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My Soundtrack: Glen Hansard

With a new solo album, ‘Didn’t He Ramble’, out this week, we catch up with the Irish singer-songwriter about the songs that made him who he is.

With his new solo album, Didn’t He Ramble, out this week, we catch up with the Irish singer-songwriter about the songs that made him who he is.

Related: Exclusive Stream of Didn’t He Ramble

All words below by Glen Hansard.

The Song That Makes Me Cry

R.E.M. “Hairshirt”, 1988
“The first song that ever made me cry. My girlfriend put it on a mixtape for me and I was missing her really bad, and I was in the bath in my mother’s house listening to this tape and that song came on and I just burst into floods of tears. Crying wasn’t a big thing when I was growing up, so to have that release was just huge. I actually got to sing it with Michael Stipe a few years ago, and it blew my mind. He told me it had brought a tear to his eye listening to it, too.”

The Song I Want Played At My Funeral

Willie Nelson “Blue Eyes Crying in the Rain”, 1975
“It has that lovely lyric: ‘Some day when we meet again up yonder, we’ll stroll hand in hand again, in a land that knows no partin’, blue eyes crying in the rain.’ I heard it for the first time in Melbourne, I was with my band and we were at a party at my friend’s house, and we had a couple of beers and were sitting on the porch. The violin player from my band, Colm Mac Con Iomaire, took up the guitar and started playing this song and I was fucking knocked out. Then I went and listened to Willie’s version and loved it. If I make a mixtape for anyone it’s always on it.”

The Song I’m Most Proud Of

The Frames “What Happens When the Heart Just Stops”, 2001
“Sometimes when you write a song all you’re really trying to do is create a sentiment; you’re trying to create a sense of space and vulnerability, or strength in your weakness, or honesty or whatever it is you’re trying to create. When I sing that song I can mean it now as much as when I wrote it. And that’s a really powerful feeling. The song is all about shutting down, and jealousy, and asking the gods above to turn your heart off ’cause you’re hurting so much, and then one day they do.”

The Song I Play Air Guitar To

AC/DC “Down Payment Blues”, 1978
“My confirmation name is Angus. You get to pick a name for yourself when you’re 12 years old or whatever, and I picked Angus, ’cause I was the biggest AC/DC fan on the planet. He was my first idol. Powerage is like a Bible to me. The writing between Bon Scott and the two Young brothers on that record is just unbelievable: ‘I got myself a Cadillac but I can’t afford the gasoline.’ Fuck! Come on!”

The First Song I Learned To Play

Bob Dylan “Ballad in Plain D”, 1964
“My uncle’s guitar got left at my house, and he’d taught me a few chords, but he also taught me how to tune. And so I could tune the guitar before I could really play it. And because I could tune it I could tune it into records, so I’d listen to records and tune the guitar into the albums. And I remember picking this out by ear and feeling so proud. In fairness the clue was in the title, so I knew what the opening chord was!”

The Song I Listen To When Hungover

Serge Gainsbourg “Ballade de Melody Nelson”, 1971
“I was on a flight a couple of days ago, I was coming back from the Czech Republic, I was in a pretty rough state, and I put it on and I absolutely loved it. You just get lost in it – it goes beyond your intellect, it just becomes something that you let yourself go and float into. It’s just pure mood. Incidentally, it was recorded on my birthday in 1970, so it’s fascinating to think that as I was being pushed out into the world screaming, somewhere in Paris Serge Gainsbourg was singing. I can picture it all now.”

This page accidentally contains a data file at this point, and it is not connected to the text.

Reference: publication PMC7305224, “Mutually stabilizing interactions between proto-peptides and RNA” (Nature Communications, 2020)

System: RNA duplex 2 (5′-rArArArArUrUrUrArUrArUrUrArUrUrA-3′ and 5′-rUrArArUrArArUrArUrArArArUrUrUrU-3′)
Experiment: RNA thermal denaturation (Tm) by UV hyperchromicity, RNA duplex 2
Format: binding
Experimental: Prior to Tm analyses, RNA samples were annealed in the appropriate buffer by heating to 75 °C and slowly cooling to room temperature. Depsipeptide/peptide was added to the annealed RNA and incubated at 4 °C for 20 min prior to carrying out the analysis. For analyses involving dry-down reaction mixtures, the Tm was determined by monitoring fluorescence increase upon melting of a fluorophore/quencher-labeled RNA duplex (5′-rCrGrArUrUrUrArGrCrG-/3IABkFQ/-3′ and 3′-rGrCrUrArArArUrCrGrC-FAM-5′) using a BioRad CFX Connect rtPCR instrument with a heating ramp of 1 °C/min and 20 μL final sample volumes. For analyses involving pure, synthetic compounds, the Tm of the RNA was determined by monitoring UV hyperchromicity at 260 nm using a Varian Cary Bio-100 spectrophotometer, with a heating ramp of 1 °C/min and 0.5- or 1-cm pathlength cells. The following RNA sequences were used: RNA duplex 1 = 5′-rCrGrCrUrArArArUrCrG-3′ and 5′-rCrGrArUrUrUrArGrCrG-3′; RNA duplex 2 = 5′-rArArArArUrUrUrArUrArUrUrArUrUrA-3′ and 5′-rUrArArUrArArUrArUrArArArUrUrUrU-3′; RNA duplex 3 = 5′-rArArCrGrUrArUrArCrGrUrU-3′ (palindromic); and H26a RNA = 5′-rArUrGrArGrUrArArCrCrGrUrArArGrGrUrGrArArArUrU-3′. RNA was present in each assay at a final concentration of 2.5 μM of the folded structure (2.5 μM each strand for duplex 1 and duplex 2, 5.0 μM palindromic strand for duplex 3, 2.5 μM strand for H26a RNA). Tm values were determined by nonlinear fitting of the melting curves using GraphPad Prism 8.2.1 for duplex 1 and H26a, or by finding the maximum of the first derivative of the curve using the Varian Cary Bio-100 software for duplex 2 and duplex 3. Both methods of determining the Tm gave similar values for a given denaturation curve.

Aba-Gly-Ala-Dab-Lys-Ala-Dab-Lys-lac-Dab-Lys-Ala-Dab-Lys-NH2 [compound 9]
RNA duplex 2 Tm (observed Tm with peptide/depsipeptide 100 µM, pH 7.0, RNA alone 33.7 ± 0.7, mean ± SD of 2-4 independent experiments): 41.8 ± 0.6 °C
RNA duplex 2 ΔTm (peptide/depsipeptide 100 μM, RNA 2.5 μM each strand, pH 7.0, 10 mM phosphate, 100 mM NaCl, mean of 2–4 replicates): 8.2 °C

The Song I Wish I’d Written

Leonard Cohen “Famous Blue Raincoat”, 1971
“It’s written in letter form. The whole song is a letter to a friend, or a brother maybe, to somebody who took his lover, and it’s a song of forgiveness and understanding. The compassion that Leonard is able to produce in that song, even though this guy has done him wrong, the fact that he’s able to say, it’s OK, I love you and I love her and the world doesn’t make sense, and we’re all victims of our own needs and desire… it’s unbelievable. It speaks of a world that I have always longed to be in, which is the world of men and women and the complication and senselessness of what it is to love.”

The Song That Reminds Me Of Growing Up

The Specials “Ghost Town”, 1981
“I grew up in Ballymun, which was Dublin’s own projects. And this was a very poignant song when we were kids. There were a lot of drugs and it was a troubled neighbourhood, and this reminds me of an aspect of where I’m from that I’m really nostalgic for, even though at the time it was pretty horrific. In the tower blocks there was this really strong wind that would blow around the buildings, and I remember my mother bought me a pair of black combat trousers, and I’m walking around listening to this song on my Walkman and just loving it.”

The Song You Wouldn’t Expect Me To Like

Bee Gees “Love You Inside and Out”, 1979
“One of my favourite songs of all time. It’s one of the most well crafted songs. Sometimes when I say it to a mate they say, ‘What?! You like that tune?!’ Those lyrics! It’s such a statement of, take it or leave it, this is how I feel about you, and I love no other way. Brilliant.”

The Greatest Song Ever Written

Tom Waits “In the Neighborhood”, 1983
“No one does character development like Tom Waits. The idea of the frustrated apartment dweller screaming about the milk not getting delivered anymore, and the trucks keeping everyone awake… I never write for myself with Passion Pit, I write for a version of myself, and Tom Waits mastered that. He was always writing for a version of himself. And that song, you can hear him stomping and the grit in his teeth.”

From issue #767 (October, 2015), available now.